If your spouse held RRSPs, a Refund of Premiums representing the value of the investments in the RRSP can be transferred to you on a tax-sheltered basis. You can choose to:
• transfer the funds to an RRSP
• transfer the funds to a RRIF
• transfer the funds to a registered annuity with an insurance company
If your spouse had an annuity when he/she died that was a term annuity and you were named as the successor annuitant, you will begin to receive the remaining payments.
If your spouse had money in a RRIF, the value of the remaining amount in the RRIF can be paid to you as a Designated Benefit. The funds can be received tax-sheltered by either:
• transferring the funds to another tax-sheltered plan such as an RRIF or an RRSP (if you are 71 or younger)
• taking over the RRIF assets – you will then start receiving the payments and be responsible for paying tax on the yearly withdrawals, or
• using the funds to purchase an annuity
As with other registered plans, if your spouse had a DPSP when he/she died, the proceeds of the plan can be transferred on a tax-free basis into one of the following in your name:
• Registered Pension Plan (if the plan permits)
If your spouse held non-registered assets at death, there will probably be opportunities to transfer or ‘rollover’ those assets to you without immediate tax implications.
Under the spousal rollover rules all assets can be transferred to you without immediate tax consequences.
If your property is registered in joint tenancy with right of survivorship (meaning both spouses are equal owners) on the death of your spouse, you automatically assume full ownership of the property. This will reduce probate fees.
I can provide you with more information about the implications of transferring your spouse’s assets.
If the person who passes away isn’t a spouse, taxation rules are handled differently.
As described above, there are special tax rules that allow for the tax-free transfer of assets to a surviving spouse. Different rules apply where the deceased does not have a surviving spouse. Under tax law, death will result in a deemed disposition of all assets at Fair Market Value and they will be tax payable unless there is a surviving spouse and, in a more limited sense, where there are surviving minor children or adult children with a disability.
The proceeds of a person’s estate cannot be distributed to beneficiaries until all estate debts have been paid and tax is usually the largest debt. This can present difficulties if there is not enough cash in the estate to satisfy the tax bill which may mean selling estate assets. Where there are non-registered assets such as real estate, there may be capital gains that arise and where there are registered assets such as RRSPs or RRIFs, the full market values will be taxed. Consequently, the beneficiaries may not receive what the deceased intended. In the case of a family home, the Principal Residence Exemption will often serve to protect any of the gains from tax.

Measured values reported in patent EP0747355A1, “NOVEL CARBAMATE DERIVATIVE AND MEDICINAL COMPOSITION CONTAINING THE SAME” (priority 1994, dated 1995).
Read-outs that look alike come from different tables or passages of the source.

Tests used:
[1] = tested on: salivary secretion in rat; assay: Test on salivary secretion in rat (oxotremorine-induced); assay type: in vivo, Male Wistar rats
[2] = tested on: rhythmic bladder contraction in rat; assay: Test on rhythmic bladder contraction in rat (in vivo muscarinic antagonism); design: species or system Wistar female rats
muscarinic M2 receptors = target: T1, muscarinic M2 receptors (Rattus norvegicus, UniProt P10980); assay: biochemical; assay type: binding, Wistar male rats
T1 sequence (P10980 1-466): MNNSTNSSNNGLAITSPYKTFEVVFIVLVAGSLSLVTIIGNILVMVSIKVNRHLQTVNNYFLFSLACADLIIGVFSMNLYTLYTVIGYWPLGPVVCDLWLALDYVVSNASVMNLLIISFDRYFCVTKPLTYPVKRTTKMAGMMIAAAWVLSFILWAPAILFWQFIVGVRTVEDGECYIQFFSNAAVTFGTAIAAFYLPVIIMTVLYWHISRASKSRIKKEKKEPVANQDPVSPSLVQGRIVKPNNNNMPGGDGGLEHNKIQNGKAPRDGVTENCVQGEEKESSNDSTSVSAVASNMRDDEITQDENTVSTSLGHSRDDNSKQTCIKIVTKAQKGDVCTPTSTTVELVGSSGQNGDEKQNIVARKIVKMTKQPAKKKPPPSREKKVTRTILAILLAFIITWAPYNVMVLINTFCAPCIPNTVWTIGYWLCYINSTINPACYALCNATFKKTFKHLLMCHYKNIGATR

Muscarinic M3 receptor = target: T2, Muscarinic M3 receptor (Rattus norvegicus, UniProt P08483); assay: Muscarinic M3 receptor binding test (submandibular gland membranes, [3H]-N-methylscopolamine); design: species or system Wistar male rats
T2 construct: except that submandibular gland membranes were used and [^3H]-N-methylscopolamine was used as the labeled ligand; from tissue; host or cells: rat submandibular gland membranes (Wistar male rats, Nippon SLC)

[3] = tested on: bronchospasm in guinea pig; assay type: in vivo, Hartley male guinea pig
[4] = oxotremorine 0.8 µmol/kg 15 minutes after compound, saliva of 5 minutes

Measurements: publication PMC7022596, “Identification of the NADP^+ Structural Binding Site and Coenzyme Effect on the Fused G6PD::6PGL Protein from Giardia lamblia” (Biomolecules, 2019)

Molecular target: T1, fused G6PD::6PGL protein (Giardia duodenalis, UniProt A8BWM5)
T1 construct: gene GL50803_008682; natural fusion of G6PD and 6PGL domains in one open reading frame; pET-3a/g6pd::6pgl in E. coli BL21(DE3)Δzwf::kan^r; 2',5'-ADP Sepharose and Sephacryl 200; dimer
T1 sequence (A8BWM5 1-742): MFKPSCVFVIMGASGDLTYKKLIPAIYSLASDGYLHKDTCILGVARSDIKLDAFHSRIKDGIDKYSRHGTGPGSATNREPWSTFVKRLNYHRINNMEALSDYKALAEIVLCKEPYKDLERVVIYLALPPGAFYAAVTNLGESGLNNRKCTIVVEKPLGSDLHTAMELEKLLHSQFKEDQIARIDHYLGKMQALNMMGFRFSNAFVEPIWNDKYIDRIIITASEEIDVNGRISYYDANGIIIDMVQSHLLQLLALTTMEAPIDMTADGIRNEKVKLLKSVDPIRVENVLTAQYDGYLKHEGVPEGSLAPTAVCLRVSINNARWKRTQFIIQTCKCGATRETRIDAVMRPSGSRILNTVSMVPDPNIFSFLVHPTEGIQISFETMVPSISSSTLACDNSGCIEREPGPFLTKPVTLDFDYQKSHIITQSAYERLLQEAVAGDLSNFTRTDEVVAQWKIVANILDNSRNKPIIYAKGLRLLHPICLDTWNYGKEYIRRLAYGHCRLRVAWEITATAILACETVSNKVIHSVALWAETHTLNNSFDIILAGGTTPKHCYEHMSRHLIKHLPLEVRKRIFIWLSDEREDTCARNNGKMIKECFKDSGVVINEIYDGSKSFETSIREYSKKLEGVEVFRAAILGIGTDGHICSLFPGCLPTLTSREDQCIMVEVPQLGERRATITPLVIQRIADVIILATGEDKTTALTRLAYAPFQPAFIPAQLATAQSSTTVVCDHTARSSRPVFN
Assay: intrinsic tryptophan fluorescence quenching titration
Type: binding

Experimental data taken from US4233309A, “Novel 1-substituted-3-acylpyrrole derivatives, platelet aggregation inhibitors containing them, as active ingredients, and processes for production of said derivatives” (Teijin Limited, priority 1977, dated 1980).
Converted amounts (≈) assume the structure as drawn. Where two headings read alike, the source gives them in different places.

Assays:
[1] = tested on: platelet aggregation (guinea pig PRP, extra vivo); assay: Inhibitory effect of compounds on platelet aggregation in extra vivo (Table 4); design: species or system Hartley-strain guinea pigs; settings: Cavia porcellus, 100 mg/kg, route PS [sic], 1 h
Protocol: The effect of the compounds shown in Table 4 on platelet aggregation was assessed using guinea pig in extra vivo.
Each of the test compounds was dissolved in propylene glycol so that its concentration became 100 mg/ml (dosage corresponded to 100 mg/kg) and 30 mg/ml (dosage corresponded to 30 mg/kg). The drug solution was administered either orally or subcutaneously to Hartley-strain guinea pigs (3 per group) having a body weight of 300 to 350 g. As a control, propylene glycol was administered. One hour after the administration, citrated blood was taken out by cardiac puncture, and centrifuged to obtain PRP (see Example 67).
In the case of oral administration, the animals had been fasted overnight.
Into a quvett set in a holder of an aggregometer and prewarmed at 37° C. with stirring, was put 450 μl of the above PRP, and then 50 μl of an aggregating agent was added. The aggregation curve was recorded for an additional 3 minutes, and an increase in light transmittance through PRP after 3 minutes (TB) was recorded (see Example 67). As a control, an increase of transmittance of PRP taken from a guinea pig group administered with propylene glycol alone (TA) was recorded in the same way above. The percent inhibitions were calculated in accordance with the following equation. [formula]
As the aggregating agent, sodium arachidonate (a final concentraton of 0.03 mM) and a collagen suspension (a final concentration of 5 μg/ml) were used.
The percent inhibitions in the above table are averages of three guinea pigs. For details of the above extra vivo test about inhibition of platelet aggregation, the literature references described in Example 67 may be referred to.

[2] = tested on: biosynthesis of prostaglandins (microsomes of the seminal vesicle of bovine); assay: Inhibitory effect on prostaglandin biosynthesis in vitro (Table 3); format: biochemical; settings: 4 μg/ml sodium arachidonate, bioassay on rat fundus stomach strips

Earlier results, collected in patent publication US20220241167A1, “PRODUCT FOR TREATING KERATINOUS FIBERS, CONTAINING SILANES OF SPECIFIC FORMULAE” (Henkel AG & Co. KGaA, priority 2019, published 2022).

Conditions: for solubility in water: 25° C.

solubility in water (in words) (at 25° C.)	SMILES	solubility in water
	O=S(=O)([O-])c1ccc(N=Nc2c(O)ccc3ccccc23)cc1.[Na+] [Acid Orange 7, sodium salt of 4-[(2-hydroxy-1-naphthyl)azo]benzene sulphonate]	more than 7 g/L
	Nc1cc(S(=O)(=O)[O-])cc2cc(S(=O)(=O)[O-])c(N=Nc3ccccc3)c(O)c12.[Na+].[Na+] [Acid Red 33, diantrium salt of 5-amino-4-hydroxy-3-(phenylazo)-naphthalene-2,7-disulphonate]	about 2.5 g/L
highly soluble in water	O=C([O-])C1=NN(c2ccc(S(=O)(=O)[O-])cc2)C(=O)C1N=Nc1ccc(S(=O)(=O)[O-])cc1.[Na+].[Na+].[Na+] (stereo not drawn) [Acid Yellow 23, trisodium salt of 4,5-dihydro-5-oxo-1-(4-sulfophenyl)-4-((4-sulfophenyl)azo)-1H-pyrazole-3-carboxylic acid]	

Probate fees are the provincial/territorial death taxes levied on the value of a deceased’s estate. Although taxes cannot be avoided, there are ways to avoid or reduce probate fees by having assets pass outside the estate, such as having a named beneficiary on registered funds such as RRSPs and life insurance. Having assets registered in Joint Tenancy will also result in assets passing outside the estate.
If your spouse passes away and was a member of a pension plan, you will be entitled to benefits. What you can receive depends on the type and terms of the pension.
This is the type of pension plan where the amounts being contributed each year are known, but the amount being paid out on retirement depends on the growth of the money contributed over time. At retirement the member’s portion of the pension will usually be paid out through a life annuity provided by an insurance company that guarantees set payments for the beneficiary’s life.
The amount of pension you will receive depends on whether your spouse died before or after they started receiving their pension:
a. Death before pension payments began
If your spouse died before he/she started receiving his or her pension, then you can choose to receive the pension in any form that he or she would have been entitled to, for example, a monthly pension guaranteed for 15 years. Alternatively, if you are less than 71 years of age, you may be allowed to receive the pension benefits as a lump sum. You could choose to transfer the lump sum to an RRSP on a tax-free basis. The lump sum value received today instead of an ongoing regular payment is called the ‘commuted value’.
b. Death after the start of the pension
Some jurisdictions require a pension to be joint and last survivor with the widow/widower being the remaining beneficiary. In this case, the pension will continue to be paid to the surviving spouse for his or her lifetime, but at a reduced amount, perhaps 60%.
Some plans will permit a lump sum amount to be paid to the widow/widower. If he or she is less than 71, the lump sum can be transferred to an RRSP on a tax-sheltered basis.
This is the type of plan where a formula outlines how much you will be paid at retirement.
As with Defined Contribution plans, the benefit received by the widow/widower depends on if the death occurred before or after the pension payments begin.
a. Death before pension payments begin
Two options may be available. The commuted value (present value of what the pension would have been at normal retirement date) of your spouse’s pension at the time of death can be paid to you. You can choose to transfer the commuted value to a tax-sheltered plan such as an RRSP or RRIF.
Or, instead, the plan may allow you to start receiving an immediate, ongoing pension at a maximum amount of 2/3 of your spouse’s pension.
b. Death after the pension begins
In this case you can choose to receive an ongoing pension that will not exceed 2/3 of the pension paid to your spouse.